The Way You & Your Partner Handle Conflict Says A Lot About Your Relationship

It's all about being communicative and self-aware.

by Anna Davies
You and your partner may have different conflict management styles and that's OK — it's all about ho...
skynesher/E+/Getty Images

Different conflict management styles are incredibly easy to pinpoint when you’re in a relationship. You want to talk, the text thread goes dark. You’re trying to compromise, they’re insistent that everything’s fine.

The bright side? Conflict management is a key part of relationships, and navigating the differences between the ways you and your partner approach disagreements can help you get even closer. But to begin, you need to know what conflict management is and be able to find common ground discussing it.

What Is Conflict Management?

Broadly speaking, conflict management is the way that each of you handle a conflict. Conflict management is a term often thrown around in the workplace, and there are many theories that may categorize conflict management into different “types,” such as avoidant or collaborative.

But communication is ultimately at the heart of conflict management, and you don’t need to read any theories or learn any specific terms to learn how to talk to your partner more effectively, says Dr. Anisha Patel-Dunn, psychiatrist and chief medical officer of LifeStance Health, an online mental health resource and teletherapy practice. “Learning about your partner’s communication style is something that will evolve over time, but I would encourage open and honest discussions early on in a relationship,” says Patel-Dunn. “Just as you would ask about your partner’s goals and values to better understand who they are as a person, you can ask questions about their communication preferences to clarify where you see eye to eye and where you may need to work together to meet in the middle.”

The way you handle conflict depends a lot on how you’ve grown up, as well as what other relationships — both romantic and platonic — have looked like in your life. You might be inclined to separate yourself and cool down after a fight, while your partner might be eager to move on five minutes after you’ve each said your piece. What matters isn’t that you approach conflict management in the exact same way. What is important is that you have self-awareness and flexibility to learn, adapt, and communicate.

Know Your Own Conflict Management Style

Getting better at navigating conflicts begins with knowing how you manage conflicts, shares Tammy Shaklee, a relationship expert and founder of H4M, an LGBTQ certified matchmaking agency. “One thing I ask my clients is to talk me through their last relationships. How was conflict handled?” This is an exercise you can do by yourself, too. Think of your relationships and friendships, as well as how conflict was managed in your family. When a disagreement comes up, are you ready to fight or do you want to hold back? The point isn’t to change anything; it’s just to understand where you’re coming from — which you can then share with your partner.

Talking through conflict management styles when you’re not in a fight can be a great way to get on the same page when tempers rise. If you’re the type who needs space, let your partner know, so that when a text thread goes dark, they don’t assume that you’re giving them the silent treatment. And ask them how they would like you to show up in conflict, too.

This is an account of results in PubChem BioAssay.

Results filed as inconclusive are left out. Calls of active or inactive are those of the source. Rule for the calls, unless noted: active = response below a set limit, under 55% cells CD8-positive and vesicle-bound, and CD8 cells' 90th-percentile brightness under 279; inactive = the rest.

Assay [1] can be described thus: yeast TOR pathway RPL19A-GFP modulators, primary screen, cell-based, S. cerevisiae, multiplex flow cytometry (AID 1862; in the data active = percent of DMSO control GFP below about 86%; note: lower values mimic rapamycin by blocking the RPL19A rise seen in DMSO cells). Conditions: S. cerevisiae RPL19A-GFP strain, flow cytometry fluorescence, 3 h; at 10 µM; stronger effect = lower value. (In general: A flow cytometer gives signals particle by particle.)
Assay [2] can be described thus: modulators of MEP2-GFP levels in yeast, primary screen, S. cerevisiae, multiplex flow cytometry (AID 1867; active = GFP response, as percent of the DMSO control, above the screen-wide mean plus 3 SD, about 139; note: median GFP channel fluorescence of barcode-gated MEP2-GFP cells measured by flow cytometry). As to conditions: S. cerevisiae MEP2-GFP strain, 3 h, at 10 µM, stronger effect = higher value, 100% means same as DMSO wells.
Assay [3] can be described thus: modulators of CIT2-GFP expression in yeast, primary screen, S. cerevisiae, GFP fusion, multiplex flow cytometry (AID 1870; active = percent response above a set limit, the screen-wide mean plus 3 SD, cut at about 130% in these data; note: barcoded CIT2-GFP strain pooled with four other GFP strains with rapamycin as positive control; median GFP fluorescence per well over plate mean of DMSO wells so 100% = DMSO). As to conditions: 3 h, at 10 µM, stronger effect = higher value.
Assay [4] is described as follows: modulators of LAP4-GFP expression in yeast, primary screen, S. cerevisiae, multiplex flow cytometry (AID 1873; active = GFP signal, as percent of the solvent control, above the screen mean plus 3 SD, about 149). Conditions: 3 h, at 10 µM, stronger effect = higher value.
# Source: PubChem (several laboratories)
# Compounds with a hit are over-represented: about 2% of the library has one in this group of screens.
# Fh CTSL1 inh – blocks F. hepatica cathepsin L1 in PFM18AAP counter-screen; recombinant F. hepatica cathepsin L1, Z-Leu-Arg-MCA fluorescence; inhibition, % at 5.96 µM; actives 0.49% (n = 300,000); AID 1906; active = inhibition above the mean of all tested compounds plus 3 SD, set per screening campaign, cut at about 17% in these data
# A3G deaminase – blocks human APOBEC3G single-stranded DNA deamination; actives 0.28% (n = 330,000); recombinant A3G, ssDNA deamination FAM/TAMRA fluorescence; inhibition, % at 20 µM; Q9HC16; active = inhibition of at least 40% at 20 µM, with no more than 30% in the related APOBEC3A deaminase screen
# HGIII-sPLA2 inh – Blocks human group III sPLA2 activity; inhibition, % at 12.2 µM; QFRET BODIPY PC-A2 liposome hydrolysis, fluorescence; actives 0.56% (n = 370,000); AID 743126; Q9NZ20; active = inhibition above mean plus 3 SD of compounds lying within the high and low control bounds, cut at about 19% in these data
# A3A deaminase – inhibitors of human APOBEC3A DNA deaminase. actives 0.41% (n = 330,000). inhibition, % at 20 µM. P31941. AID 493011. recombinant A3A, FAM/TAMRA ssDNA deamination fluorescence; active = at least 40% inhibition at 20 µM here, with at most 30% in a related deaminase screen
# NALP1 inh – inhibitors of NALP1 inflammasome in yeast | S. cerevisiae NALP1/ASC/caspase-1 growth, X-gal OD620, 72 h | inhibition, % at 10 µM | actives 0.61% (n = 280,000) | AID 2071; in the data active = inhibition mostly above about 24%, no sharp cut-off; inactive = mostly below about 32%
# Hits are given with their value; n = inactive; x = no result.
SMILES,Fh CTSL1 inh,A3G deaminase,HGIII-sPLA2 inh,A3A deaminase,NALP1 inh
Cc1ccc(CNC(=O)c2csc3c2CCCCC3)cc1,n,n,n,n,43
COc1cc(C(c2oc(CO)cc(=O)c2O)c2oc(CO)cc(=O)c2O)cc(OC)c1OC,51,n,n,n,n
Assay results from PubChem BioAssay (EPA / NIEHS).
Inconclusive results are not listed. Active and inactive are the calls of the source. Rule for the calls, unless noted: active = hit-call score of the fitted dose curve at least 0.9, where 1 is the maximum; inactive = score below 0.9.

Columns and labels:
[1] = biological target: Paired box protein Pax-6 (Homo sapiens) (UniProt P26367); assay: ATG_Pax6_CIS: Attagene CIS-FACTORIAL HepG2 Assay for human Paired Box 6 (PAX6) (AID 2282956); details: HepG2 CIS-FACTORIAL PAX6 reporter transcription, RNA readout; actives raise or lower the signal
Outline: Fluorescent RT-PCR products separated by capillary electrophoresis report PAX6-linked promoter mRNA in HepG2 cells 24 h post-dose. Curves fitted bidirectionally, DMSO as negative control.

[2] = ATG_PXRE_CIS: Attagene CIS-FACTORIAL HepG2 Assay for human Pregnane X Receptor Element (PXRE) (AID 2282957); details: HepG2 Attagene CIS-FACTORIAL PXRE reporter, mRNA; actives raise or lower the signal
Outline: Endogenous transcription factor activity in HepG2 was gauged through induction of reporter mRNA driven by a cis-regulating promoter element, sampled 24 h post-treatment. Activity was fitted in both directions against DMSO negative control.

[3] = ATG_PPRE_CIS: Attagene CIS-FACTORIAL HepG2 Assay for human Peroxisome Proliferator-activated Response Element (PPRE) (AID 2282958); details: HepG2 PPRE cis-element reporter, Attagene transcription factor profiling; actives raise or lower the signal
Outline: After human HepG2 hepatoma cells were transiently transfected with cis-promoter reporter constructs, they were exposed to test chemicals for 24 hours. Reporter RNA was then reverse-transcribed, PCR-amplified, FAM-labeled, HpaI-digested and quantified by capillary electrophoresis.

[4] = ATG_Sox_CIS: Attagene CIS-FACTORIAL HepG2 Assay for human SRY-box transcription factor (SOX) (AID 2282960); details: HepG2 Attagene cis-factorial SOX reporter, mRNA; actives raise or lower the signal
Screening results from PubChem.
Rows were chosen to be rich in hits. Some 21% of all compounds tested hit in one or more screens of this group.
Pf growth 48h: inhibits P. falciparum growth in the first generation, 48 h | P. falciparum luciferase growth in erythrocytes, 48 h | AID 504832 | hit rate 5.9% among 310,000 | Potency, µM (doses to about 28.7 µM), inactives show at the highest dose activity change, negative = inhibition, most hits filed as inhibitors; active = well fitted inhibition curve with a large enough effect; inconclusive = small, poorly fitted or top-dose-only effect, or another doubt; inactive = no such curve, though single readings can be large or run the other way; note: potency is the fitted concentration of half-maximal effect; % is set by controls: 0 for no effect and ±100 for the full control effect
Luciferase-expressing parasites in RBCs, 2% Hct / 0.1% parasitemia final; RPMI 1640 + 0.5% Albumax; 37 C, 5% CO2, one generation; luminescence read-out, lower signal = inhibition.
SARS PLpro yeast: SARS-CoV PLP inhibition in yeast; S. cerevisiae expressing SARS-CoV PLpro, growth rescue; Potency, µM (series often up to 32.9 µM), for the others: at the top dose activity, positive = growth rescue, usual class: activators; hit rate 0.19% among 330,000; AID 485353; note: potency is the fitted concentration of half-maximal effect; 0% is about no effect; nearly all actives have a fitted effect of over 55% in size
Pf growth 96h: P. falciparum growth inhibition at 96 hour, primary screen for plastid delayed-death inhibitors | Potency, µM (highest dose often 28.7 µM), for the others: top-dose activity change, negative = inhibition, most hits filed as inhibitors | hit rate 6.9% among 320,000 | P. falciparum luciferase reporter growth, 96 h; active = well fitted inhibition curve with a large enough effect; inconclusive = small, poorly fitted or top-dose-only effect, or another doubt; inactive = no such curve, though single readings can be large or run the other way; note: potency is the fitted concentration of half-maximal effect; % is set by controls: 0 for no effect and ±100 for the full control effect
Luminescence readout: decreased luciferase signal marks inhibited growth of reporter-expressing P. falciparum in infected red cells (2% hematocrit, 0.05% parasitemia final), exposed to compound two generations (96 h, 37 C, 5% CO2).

“This doesn’t mean you need to do something uncomfortable,” explains Shaklee. “For example, if they want to talk, you can give them the space to talk and share their point of view, but then let them know you need some time to reflect.”

Lose The Labels

While there are different conflict management styles — one popular assessment tool called the Thomas-Kilmann conflict mode instrument (TKI) labels them as collaborating, competing, avoiding, accommodating, and compromising — the most important thing isn’t the conflict management style you or your partner fall into, it’s the awareness of patterns that may come up within your unique relationship.

Instead of labeling, it can be a good idea to get curious and dig into the why behind your partner’s POV. “Getting more insights on their worldview can also help you to gain more understanding on how and why they communicate the way they do,” shares Patel-Dunn. Over time, your communication style will shift toward one that reflects your unique relationship. And a relationship is always time to grow and evolve. That’s why leaning on communication with your partner, instead of using a label to justify any behavior, can help you both grow and adapt.

A Couples Therapist Can Help Navigate Different Conflict Management Styles

It may seem strange to go to couples therapy at the beginning of your partnership, but for some couples, this can make a huge difference — especially if you feel like you’re not on the same page when it comes to conflict. “Couples therapy is not just for those seeking to improve a troubled relationship. It’s an excellent tool for couples to strengthen their partnership and gain a better understanding of each other,” says Patel-Dunn. “Understanding the most effective communication strategies for your unique relationship dynamic ensures that when challenges do arise, both you and your partner are well-equipped to effectively navigate the situation together.”

But even if couples therapy isn’t in the cards, talking through conflict (when you’re calm) and potentially reading relationship books together can help ensure you’re both on the same page when conflicts do arise — and even in the healthiest of relationships, they will.


Dr. Anisha Patel-Dunn, psychiatrist and chief medical officer of LifeStance Health

Tammy Shaklee, relationship expert and founder of H4M